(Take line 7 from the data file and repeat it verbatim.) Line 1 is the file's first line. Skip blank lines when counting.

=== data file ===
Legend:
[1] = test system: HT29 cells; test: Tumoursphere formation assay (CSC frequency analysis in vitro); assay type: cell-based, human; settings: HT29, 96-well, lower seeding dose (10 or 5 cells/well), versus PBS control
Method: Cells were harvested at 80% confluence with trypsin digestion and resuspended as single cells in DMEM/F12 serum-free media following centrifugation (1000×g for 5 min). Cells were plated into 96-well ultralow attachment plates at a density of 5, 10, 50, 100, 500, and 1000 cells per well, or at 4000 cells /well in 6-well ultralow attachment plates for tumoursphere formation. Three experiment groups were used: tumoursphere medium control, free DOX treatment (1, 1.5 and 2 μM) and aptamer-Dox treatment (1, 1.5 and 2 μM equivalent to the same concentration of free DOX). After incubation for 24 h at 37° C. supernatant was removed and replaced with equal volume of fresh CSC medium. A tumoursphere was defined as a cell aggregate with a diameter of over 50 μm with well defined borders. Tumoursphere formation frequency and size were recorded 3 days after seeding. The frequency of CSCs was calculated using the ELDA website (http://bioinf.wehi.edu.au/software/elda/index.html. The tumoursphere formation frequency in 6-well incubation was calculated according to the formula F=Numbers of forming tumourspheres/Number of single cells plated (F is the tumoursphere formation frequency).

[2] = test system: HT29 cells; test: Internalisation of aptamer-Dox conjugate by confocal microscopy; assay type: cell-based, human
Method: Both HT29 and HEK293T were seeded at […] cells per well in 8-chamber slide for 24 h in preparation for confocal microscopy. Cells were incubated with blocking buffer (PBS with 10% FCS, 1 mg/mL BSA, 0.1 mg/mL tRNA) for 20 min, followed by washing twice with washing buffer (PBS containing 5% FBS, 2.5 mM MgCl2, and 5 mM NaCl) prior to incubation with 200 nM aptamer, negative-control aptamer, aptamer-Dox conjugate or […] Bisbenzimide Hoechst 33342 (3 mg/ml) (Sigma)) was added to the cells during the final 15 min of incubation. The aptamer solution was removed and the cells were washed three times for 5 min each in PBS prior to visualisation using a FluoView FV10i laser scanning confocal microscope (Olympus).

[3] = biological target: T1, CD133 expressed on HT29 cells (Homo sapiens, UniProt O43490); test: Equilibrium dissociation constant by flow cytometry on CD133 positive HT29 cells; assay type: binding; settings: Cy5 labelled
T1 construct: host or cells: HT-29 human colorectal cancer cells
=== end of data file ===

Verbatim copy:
T1 construct: host or cells: HT-29 human colorectal cancer cells